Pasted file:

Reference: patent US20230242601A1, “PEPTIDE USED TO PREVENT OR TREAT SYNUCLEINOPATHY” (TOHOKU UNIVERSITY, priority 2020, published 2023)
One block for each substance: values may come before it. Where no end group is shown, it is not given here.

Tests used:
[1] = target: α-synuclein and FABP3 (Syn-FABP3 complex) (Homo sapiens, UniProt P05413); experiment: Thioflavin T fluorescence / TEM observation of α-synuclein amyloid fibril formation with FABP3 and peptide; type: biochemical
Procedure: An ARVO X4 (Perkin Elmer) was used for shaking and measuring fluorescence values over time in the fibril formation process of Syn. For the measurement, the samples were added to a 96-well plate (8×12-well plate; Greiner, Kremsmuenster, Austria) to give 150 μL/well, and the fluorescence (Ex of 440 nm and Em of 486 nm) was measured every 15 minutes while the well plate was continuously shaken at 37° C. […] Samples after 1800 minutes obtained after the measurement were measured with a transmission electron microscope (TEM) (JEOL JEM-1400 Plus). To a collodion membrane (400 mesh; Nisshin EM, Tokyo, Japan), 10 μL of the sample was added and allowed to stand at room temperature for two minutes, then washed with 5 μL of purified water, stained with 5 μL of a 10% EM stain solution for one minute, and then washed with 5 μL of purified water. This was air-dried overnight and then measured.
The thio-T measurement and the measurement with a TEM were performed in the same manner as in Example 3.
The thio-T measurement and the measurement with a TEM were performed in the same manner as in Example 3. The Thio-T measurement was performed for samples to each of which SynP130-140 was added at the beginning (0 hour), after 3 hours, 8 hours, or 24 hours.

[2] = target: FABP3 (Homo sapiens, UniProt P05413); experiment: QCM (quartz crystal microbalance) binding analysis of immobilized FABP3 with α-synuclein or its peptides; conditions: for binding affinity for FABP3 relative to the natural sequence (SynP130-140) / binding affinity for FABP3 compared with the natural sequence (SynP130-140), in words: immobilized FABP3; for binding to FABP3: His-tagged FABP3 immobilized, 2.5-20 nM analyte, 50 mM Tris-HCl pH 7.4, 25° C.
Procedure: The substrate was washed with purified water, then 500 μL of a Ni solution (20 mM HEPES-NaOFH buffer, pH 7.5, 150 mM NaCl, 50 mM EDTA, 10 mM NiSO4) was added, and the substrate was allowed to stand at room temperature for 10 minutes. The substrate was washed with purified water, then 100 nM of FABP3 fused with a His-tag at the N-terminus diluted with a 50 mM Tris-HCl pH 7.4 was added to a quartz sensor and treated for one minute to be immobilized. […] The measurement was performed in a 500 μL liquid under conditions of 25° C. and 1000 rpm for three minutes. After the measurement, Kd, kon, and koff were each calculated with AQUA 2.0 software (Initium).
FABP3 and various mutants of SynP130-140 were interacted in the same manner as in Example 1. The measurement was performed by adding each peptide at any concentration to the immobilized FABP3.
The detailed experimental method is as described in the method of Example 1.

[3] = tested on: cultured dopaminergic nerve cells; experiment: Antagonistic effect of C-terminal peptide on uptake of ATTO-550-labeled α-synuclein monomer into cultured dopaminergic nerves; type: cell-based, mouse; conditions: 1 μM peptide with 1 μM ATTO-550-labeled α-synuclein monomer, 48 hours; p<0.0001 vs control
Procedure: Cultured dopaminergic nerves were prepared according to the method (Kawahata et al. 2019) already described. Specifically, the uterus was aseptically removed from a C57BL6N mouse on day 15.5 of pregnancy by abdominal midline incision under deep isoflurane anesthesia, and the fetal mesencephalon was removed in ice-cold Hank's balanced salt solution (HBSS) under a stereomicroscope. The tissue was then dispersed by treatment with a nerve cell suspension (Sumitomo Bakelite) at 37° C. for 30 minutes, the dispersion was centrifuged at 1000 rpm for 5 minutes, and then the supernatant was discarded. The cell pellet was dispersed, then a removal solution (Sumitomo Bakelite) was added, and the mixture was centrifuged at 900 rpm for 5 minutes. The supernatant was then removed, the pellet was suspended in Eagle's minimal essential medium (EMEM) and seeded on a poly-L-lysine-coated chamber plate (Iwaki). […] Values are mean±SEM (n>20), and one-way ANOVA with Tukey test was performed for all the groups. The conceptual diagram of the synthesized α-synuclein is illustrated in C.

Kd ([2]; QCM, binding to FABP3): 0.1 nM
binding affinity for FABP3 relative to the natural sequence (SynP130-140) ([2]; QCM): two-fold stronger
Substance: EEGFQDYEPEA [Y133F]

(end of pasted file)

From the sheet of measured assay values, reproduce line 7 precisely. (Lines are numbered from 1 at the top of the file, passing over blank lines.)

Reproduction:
The thio-T measurement and the measurement with a TEM were performed in the same manner as in Example 3. The Thio-T measurement was performed for samples to each of which SynP130-140 was added at the beginning (0 hour), after 3 hours, 8 hours, or 24 hours.